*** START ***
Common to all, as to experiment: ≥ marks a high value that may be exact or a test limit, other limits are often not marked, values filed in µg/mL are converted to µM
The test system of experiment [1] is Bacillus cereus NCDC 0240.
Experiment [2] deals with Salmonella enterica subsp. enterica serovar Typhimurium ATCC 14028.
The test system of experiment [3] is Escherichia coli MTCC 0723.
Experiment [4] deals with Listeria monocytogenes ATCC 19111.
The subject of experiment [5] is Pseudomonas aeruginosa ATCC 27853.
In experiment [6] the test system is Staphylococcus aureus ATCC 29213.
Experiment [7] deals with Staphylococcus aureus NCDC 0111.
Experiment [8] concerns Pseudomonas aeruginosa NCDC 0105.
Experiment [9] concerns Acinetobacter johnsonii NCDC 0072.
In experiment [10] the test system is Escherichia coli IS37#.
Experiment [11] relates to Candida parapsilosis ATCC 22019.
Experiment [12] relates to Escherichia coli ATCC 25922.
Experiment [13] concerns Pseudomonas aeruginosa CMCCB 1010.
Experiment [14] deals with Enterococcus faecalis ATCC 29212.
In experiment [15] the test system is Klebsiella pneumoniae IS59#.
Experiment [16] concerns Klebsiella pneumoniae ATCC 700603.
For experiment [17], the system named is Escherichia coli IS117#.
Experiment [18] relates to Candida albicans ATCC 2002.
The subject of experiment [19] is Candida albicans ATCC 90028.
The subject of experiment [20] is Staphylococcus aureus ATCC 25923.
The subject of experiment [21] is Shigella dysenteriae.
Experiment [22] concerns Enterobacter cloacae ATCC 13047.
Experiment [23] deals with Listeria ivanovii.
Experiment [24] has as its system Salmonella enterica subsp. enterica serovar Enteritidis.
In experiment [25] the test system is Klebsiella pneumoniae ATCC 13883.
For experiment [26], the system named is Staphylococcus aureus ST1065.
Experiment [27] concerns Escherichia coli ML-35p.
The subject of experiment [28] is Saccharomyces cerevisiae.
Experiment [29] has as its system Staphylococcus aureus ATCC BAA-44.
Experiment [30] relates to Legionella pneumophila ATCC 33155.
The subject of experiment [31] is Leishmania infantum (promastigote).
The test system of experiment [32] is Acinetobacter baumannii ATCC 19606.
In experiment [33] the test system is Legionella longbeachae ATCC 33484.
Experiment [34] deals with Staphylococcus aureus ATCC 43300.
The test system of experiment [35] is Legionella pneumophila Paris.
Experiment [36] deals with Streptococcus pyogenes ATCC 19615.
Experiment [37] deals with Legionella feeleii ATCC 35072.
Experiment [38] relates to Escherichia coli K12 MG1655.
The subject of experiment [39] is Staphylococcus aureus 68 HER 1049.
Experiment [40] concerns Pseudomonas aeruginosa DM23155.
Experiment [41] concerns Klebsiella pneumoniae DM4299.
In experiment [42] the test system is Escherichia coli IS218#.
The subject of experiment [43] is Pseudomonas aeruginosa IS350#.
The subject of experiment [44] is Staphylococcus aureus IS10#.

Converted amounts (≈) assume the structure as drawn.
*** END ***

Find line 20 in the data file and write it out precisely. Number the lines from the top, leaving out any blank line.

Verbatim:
The subject of experiment [19] is Candida albicans ATCC 90028.